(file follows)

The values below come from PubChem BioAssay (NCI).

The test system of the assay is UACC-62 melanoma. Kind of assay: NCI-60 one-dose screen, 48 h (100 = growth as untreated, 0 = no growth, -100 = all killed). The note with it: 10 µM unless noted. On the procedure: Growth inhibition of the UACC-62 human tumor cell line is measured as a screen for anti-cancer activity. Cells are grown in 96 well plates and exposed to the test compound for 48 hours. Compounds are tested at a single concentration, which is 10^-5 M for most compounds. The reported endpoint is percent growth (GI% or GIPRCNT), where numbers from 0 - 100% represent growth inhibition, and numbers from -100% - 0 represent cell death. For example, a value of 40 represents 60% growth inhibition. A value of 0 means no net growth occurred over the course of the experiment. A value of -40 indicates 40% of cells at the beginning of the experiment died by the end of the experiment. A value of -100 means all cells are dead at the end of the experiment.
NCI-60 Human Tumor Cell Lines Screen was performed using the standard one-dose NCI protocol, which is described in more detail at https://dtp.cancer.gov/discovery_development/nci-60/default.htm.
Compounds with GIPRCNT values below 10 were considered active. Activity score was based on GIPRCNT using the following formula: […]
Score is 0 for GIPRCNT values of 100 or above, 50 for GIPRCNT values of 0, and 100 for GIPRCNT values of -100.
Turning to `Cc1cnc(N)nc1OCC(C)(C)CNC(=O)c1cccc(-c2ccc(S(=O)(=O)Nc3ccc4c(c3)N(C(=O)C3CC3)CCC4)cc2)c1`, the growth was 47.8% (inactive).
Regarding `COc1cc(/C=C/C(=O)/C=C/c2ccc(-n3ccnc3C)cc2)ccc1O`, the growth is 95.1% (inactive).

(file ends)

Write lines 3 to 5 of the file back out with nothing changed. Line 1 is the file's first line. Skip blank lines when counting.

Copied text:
NCI-60 Human Tumor Cell Lines Screen was performed using the standard one-dose NCI protocol, which is described in more detail at https://dtp.cancer.gov/discovery_development/nci-60/default.htm.
Compounds with GIPRCNT values below 10 were considered active. Activity score was based on GIPRCNT using the following formula: […]
Score is 0 for GIPRCNT values of 100 or above, 50 for GIPRCNT values of 0, and 100 for GIPRCNT values of -100.